Dr Christopher Centeno, director of Regenerative Sciences, says that the FDA is pursuing the case because it fears that Regenexx will become a successful alternative to pain medication, and threaten the FDA's control of a lucrative market. 'Unfortunately, in many cases, it's the clients suffering the most that we can't treat now', he told 5280 - the Denver Magazine.
However, Professor George Muschler, an orthopedic surgeon at Case Western Reserve University in Ohio is concerned by the medical risks of Regenexx after reviewing the published case studies. The procedure 'may be degenerating into an undisciplined and unfocused and even groping and wishful fishing expedition', he told ABC7 News.
The FDA's lawsuit was filed in August 2010 but may not reach a federal court until 2013.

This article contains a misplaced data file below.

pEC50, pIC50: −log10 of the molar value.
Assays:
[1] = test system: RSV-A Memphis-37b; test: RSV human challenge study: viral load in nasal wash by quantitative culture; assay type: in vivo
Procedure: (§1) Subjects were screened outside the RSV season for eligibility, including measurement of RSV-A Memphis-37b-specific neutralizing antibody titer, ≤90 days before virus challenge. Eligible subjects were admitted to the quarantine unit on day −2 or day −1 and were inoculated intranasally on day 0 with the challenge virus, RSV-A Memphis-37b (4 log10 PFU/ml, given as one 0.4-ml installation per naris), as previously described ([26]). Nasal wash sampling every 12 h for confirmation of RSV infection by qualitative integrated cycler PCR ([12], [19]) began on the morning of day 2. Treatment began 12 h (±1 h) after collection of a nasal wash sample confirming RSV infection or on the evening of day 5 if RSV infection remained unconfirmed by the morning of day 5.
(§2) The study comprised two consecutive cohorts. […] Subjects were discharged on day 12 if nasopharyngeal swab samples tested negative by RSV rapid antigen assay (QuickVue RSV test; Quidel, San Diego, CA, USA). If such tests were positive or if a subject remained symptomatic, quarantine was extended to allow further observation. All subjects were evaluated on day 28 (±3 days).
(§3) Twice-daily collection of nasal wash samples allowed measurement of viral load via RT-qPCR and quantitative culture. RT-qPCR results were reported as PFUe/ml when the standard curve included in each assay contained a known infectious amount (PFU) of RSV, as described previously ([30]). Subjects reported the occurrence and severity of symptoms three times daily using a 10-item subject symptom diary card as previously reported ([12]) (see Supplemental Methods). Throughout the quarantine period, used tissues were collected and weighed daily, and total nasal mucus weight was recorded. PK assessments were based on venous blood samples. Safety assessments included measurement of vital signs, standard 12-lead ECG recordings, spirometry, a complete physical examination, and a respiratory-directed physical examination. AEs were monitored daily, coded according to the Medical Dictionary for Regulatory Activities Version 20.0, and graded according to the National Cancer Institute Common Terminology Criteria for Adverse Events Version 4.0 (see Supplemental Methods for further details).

We give you the facts without the fiction. Professor Sir Muir Gray, founder of Behind the Headlines, explains more...
|BioLineRx In-Licenses Second Oral Hepatitis C Treatment|
|06 Feb 2012|
BL-8030 is a potent and selective second generation NS3 protease inhibitor. The NS3 protease is essential for the replication of the Hepatitis C virus (HCV) and is an important target for HCV therapies. BL-8030 has been shown to have excellent antiviral activity against various HCV genotypes. Pre-clinical studies have demonstrated an improved resistance profile against common protease inhibitor mutants, resulting in a lower probability that the virus will develop resistance to treatment. In addition, BL-8030 has demonstrated a good toxicity profile in pre-clinical studies, exhibiting specificity only to the viral protease and lack of activity against a relevant panel of human proteases as well as a clean profile versus human liver enzymes, which is expected to lead to less drug-drug interactions.